So then I had to decide what to do. I know Top N lists are very popular (Ten Things that Will Shock You about Your Math Software!), and there are tons of Maple training resources available to fill such a list without any difficulties.  But personally, I don’t always like Top N lists. What are the chances that there are exactly N things you need to know, for nice values of N? And how often you are really interested in all N items? I just want to get straight to the points I care about.

    I decided I’d try a matrix. So here you go: a mini “choose your own adventure” guide for getting to know Maple.  Pick the row that corresponds to what you want to do, and the column for how you want to do it.  All on a single, page, and ad-free!

    And best of luck for the new school year.

     

     

    I like words

    I like videos

    Just let me try it

    Product Overview

    Inside Maple, from the Help menu, select Take a Tour of Maple then click on the Ten Minute Tour button.

     

    (Okay, even though I like words, too, you might also want to watch the video in the next column. The whole “picture is worth a thousand words” does have some truth to it, much as I don’t always like to admit it. J)

    Watch Clickable Math

     

    Keep in mind that if you prefer to use commands instead of these Clickable Math tools, you can do that too.  Personally, I mix and match.

    You’ll figure it out.

    Getting Started Info

    Read the Maple Quick Start Tutorial Guide, as a PDF, or from the Help system. To access this guide from within Maple, start Maple, click on the Getting Started icon the left, then select the Quick Start Guide (first icon in the second row).

    Watch the Maple Quick Start Tutorial Video.

    The most important things to remember are

    1. Right click on your math expression to bring up a menu of things you can do, like plotting or integrating or solving your expression
    2. If you have just entered an exponent or the denominator of a fraction, use the right arrow key to get out of it.

    How do I? Essentials

    Look at the “How do I” section of the Maple Portal (Start Maple, click on the Getting Started icon, click on the Maple Portal icon; or search for “MaplePortal” in the help system).  Also look at the Maple Portal for Students, using the button from the Maple Portal.

    Check out the dozens of videos in the Maple Training Video collection.

    You can do a lot with the context menus and the various tools you’ll find on the Tools menu. But when in doubt, look at the list of “How do I” tasks from the Maple Portal described in the “words” column and pull out what you need from there.

    What now?

    The help system is your friend. Not only does it have help pages for every feature and every command, but it includes both the Maple User Manual and the Maple Programming Guide (also available as PDFs).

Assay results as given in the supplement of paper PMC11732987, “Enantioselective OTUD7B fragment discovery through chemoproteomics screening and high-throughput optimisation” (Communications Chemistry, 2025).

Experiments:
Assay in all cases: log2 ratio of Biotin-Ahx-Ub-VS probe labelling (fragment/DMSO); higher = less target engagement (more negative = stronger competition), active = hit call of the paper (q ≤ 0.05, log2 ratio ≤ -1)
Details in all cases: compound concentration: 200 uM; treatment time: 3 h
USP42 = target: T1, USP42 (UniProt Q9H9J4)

Check out the collection of videos on the Maplesoft YouTube channel.  (And the help system is your friend, too. We can’t make videos to cover every last thing, and if we did, you wouldn’t have time to watch them all!)

    Maple comes with many examples and applications you can look at and modify.  You can browse through the Start page resources, or search for “examples,index” in the help system to see the full list.

     

    And yes, the help system is your friend, too.  But don’t worry, no one is going to make you read the manual.

     

     

     

    Download New_ReportGeneration_with_ExcelData.mw

    Dear Users,

    I have received a congratulations from a Mapleprime user for my post (on Finite Element Analysis - Basics) posted two years earlier. I  did not touch that subject for two years for obvious reasons. Now that a motivation has come, I have decided to post my second application using embedded components. This I was working for the past two years and with the support from Maplesoft technical support team and Dr.RobertLopez. I thank them here for this workbook has come out well to my satisfaction and has given me confidence to post it public.

    About the workbook

    I have tried to improve the performance of a 2-Stroke gasoline engine to match that of a four stroke engine by using exhaust gas recirculation. Orifice concept is new and by changing the orifice diameter and varying the % of EGR, performance was monitored and data stored in Excel workbook. These data can be imported to Maple workbook by you as you want for each performance characteristic. The data are only my experimental and not authentic for any commercial use.

    This Maple workbook generates curves from data for various experiments conducted by modifying the field variables namely Orifice diameter, % Exhaust gas Recirculation and Heat Exchanger Cooling. Hence optimum design selection is possible for best performance.

    Thanks for commenting, congratulating or critisising!! All for my learning and improving my Maple understanding!! 

    In this app you can use from the creation of curve, birth of the position vector and finally applied to the displacement and the distance traveled. All this application revolves around the creation of a path and the path of a particle over this generated by vectors. You will only have to insert the vector components and the times to evaluate. Designed for engineering students guided through Maple. In Spanish.

    Displacement_and_distance_traveled_with_vectors.mw Updated

    Video

    https://www.youtube.com/watch?v=jOcKYZ5EEM0

    Lenin Araujo C

    Ambassador of Maple